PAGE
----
monitorIndexSize(dir);
        long time = 2000;

        log.info("writing...");
        for (int i = 0; i < 1000000; i++) {
            Document doc = new Document();
            doc.add(new Field("foo", "bar " + i, Store.YES, Index.NOT_ANALYZED));
            writer.addDocument(doc);
        }

        writer.commit();
        log.info("done write");
        Thread.sleep(time);
       
        log.info("opening reader...");
        IndexReader reader = writer.getReader();
        log.info("done open reader");
        Thread.sleep(time);
       
        log.info("optimizing...");
        writer.optimize();
        log.info("done optimize");
        Thread.sleep(time);

        log.info("closing reader...");
        reader.close();
        log.info("done reader close");
        Thread.sleep(time);
       
        log.info("committing...");
        writer.commit();
        log.info("done commit");
        Thread.sleep(time);
       
        log.info("closing writer...");
        writer.close();
        log.info("done writer close");
        Thread.sleep(time);
    }

And an exec log:

15:58:46,875  INFO logserver.LuceneSystemTest     writing...
15:58:46,875  INFO logserver.LuceneSystemTest     size=0Mb
15:58:47,891  INFO logserver.LuceneSystemTest     size=1Mb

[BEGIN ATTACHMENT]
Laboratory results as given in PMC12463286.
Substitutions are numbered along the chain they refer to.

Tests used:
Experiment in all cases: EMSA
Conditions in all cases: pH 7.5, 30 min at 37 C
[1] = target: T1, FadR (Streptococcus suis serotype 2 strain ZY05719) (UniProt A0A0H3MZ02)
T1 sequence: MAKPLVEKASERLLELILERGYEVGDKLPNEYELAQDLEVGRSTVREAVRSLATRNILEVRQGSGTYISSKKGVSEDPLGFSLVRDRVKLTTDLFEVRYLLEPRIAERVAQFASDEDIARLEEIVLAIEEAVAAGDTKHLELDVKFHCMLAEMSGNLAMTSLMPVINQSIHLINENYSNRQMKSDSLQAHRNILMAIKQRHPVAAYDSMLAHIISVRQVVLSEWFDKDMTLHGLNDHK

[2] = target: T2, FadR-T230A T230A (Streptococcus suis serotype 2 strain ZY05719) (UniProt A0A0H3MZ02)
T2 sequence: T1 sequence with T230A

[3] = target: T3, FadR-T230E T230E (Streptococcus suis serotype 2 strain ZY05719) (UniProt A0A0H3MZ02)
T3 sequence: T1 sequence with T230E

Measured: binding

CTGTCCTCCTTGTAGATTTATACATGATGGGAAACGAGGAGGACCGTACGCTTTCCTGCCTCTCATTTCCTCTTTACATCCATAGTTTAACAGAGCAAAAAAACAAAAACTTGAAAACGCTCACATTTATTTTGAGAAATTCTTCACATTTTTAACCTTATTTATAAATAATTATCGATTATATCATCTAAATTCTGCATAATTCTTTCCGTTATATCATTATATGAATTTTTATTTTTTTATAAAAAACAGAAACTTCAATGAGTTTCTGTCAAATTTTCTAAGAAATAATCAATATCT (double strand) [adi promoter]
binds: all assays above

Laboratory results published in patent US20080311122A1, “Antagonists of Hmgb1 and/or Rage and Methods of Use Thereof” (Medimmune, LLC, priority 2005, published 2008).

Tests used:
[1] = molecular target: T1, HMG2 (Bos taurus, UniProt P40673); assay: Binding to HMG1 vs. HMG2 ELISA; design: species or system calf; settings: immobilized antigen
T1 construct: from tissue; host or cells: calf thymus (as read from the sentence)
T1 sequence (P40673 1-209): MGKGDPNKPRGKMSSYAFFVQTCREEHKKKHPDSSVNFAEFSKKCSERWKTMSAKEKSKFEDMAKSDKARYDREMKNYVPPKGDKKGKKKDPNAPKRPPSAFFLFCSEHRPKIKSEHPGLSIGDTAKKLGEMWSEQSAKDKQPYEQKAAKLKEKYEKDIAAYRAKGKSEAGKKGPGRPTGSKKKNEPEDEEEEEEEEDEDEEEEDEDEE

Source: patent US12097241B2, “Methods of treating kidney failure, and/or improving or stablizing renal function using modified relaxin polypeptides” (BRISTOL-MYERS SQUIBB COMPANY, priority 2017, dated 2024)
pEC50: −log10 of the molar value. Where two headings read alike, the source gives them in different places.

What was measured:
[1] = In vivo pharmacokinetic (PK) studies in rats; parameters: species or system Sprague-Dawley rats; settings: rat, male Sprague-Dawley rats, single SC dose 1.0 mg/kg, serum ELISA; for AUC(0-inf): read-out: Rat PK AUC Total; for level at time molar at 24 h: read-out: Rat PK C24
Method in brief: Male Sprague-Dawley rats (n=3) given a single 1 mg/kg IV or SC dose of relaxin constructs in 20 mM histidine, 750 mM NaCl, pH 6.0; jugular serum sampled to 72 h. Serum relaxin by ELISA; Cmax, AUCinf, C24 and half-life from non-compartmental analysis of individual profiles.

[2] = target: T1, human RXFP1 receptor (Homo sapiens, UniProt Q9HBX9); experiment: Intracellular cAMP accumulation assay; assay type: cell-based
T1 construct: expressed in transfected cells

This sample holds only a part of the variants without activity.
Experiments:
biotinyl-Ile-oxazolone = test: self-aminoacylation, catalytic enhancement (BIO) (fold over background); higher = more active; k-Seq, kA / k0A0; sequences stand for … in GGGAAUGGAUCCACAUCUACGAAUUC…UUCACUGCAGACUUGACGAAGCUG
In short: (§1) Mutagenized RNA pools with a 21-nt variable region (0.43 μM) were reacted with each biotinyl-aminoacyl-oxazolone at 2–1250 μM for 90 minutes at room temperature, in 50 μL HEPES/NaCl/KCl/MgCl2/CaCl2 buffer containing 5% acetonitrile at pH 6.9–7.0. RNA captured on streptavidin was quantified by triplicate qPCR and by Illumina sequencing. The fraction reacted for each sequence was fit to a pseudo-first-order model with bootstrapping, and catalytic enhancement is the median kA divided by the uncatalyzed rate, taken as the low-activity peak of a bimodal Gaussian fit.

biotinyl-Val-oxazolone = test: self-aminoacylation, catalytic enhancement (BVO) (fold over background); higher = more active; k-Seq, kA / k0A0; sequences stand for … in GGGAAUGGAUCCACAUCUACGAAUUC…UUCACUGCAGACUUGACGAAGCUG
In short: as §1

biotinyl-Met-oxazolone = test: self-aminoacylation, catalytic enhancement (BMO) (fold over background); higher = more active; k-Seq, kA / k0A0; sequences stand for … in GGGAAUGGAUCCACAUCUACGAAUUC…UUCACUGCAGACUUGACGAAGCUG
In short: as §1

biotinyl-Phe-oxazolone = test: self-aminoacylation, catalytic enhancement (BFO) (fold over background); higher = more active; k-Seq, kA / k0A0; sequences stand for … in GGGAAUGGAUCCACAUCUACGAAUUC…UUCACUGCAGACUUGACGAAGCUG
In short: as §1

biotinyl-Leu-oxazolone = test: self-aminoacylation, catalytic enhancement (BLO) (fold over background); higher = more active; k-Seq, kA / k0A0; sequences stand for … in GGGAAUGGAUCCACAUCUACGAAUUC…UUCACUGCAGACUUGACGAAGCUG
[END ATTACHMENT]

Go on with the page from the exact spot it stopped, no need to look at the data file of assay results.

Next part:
15:58:48,891  INFO logserver.LuceneSystemTest     size=3Mb
15:58:49,891  INFO logserver.LuceneSystemTest     size=5Mb
15:58:50,906  INFO logserver.LuceneSystemTest     size=8Mb
15:58:51,906  INFO logserver.LuceneSystemTest     size=9Mb
15:58:52,906  INFO logserver.LuceneSystemTest     size=12Mb
15:58:53,922  INFO logserver.LuceneSystemTest     size=14Mb
15:58:54,984  INFO logserver.LuceneSystemTest     size=15Mb
15:58:55,984  INFO logserver.LuceneSystemTest     size=18Mb
15:58:56,984  INFO logserver.LuceneSystemTest     size=20Mb
15:58:58,000  INFO logserver.LuceneSystemTest     size=21Mb
15:58:59,000  INFO logserver.LuceneSystemTest     size=25Mb
15:59:00,016  INFO logserver.LuceneSystemTest     size=27Mb
15:59:01,016  INFO logserver.LuceneSystemTest     size=29Mb
15:59:02,016  INFO logserver.LuceneSystemTest     size=52Mb
15:59:03,031  INFO logserver.LuceneSystemTest     size=52Mb
15:59:04,031  INFO logserver.LuceneSystemTest     size=32Mb
15:59:04,328  INFO logserver.LuceneSystemTest     done write
15:59:05,031  INFO logserver.LuceneSystemTest     size=32Mb
15:59:06,031  INFO logserver.LuceneSystemTest     size=32Mb
15:59:06,328  INFO logserver.LuceneSystemTest     opening reader...
15:59:06,453  INFO logserver.LuceneSystemTest     done open reader
15:59:07,031  INFO logserver.LuceneSystemTest     size=32Mb
15:59:08,031  INFO logserver.LuceneSystemTest     size=32Mb
15:59:08,453  INFO logserver.LuceneSystemTest     optimizing...
15:59:09,047  INFO logserver.LuceneSystemTest     size=34Mb
15:59:10,047  INFO logserver.LuceneSystemTest     size=37Mb
15:59:11,047  INFO logserver.LuceneSystemTest     size=40Mb
15:59:12,047  INFO logserver.LuceneSystemTest     size=42Mb
15:59:12,391  INFO logserver.LuceneSystemTest     done optimize
15:59:13,062  INFO logserver.LuceneSystemTest     size=55Mb
15:59:14,062  INFO logserver.LuceneSystemTest     size=55Mb